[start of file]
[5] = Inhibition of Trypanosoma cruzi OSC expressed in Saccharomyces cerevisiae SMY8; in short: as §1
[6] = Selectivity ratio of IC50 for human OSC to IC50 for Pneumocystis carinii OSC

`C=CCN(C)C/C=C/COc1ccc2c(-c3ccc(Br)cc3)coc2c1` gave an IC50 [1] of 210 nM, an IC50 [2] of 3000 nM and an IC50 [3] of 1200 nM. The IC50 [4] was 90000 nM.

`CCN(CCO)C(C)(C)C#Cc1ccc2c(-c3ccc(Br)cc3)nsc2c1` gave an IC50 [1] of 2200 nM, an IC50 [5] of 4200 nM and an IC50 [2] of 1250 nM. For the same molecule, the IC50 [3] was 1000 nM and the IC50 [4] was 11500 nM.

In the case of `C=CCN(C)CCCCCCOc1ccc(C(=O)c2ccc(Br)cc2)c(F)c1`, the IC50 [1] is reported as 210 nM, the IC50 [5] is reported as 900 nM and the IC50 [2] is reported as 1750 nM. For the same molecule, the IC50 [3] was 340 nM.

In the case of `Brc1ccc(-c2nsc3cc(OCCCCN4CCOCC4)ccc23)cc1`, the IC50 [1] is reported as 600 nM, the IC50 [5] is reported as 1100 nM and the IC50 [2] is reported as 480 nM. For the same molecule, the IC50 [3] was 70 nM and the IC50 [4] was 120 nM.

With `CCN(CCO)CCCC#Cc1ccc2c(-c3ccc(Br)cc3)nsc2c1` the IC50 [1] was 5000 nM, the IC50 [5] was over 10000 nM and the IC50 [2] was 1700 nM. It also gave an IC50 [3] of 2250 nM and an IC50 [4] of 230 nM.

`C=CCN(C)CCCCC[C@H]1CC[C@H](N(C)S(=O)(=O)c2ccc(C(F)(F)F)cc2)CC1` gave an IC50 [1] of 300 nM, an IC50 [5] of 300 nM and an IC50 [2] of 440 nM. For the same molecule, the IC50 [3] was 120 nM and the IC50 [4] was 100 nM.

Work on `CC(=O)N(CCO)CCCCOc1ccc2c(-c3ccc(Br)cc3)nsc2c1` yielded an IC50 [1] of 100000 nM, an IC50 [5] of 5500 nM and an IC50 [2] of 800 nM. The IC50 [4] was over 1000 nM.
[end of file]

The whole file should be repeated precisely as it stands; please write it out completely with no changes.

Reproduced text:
[5] = Inhibition of Trypanosoma cruzi OSC expressed in Saccharomyces cerevisiae SMY8; in short: as §1
[6] = Selectivity ratio of IC50 for human OSC to IC50 for Pneumocystis carinii OSC

`C=CCN(C)C/C=C/COc1ccc2c(-c3ccc(Br)cc3)coc2c1` gave an IC50 [1] of 210 nM, an IC50 [2] of 3000 nM and an IC50 [3] of 1200 nM. The IC50 [4] was 90000 nM.

`CCN(CCO)C(C)(C)C#Cc1ccc2c(-c3ccc(Br)cc3)nsc2c1` gave an IC50 [1] of 2200 nM, an IC50 [5] of 4200 nM and an IC50 [2] of 1250 nM. For the same molecule, the IC50 [3] was 1000 nM and the IC50 [4] was 11500 nM.

In the case of `C=CCN(C)CCCCCCOc1ccc(C(=O)c2ccc(Br)cc2)c(F)c1`, the IC50 [1] is reported as 210 nM, the IC50 [5] is reported as 900 nM and the IC50 [2] is reported as 1750 nM. For the same molecule, the IC50 [3] was 340 nM.

In the case of `Brc1ccc(-c2nsc3cc(OCCCCN4CCOCC4)ccc23)cc1`, the IC50 [1] is reported as 600 nM, the IC50 [5] is reported as 1100 nM and the IC50 [2] is reported as 480 nM. For the same molecule, the IC50 [3] was 70 nM and the IC50 [4] was 120 nM.

With `CCN(CCO)CCCC#Cc1ccc2c(-c3ccc(Br)cc3)nsc2c1` the IC50 [1] was 5000 nM, the IC50 [5] was over 10000 nM and the IC50 [2] was 1700 nM. It also gave an IC50 [3] of 2250 nM and an IC50 [4] of 230 nM.

`C=CCN(C)CCCCC[C@H]1CC[C@H](N(C)S(=O)(=O)c2ccc(C(F)(F)F)cc2)CC1` gave an IC50 [1] of 300 nM, an IC50 [5] of 300 nM and an IC50 [2] of 440 nM. For the same molecule, the IC50 [3] was 120 nM and the IC50 [4] was 100 nM.

Work on `CC(=O)N(CCO)CCCCOc1ccc2c(-c3ccc(Br)cc3)nsc2c1` yielded an IC50 [1] of 100000 nM, an IC50 [5] of 5500 nM and an IC50 [2] of 800 nM. The IC50 [4] was over 1000 nM.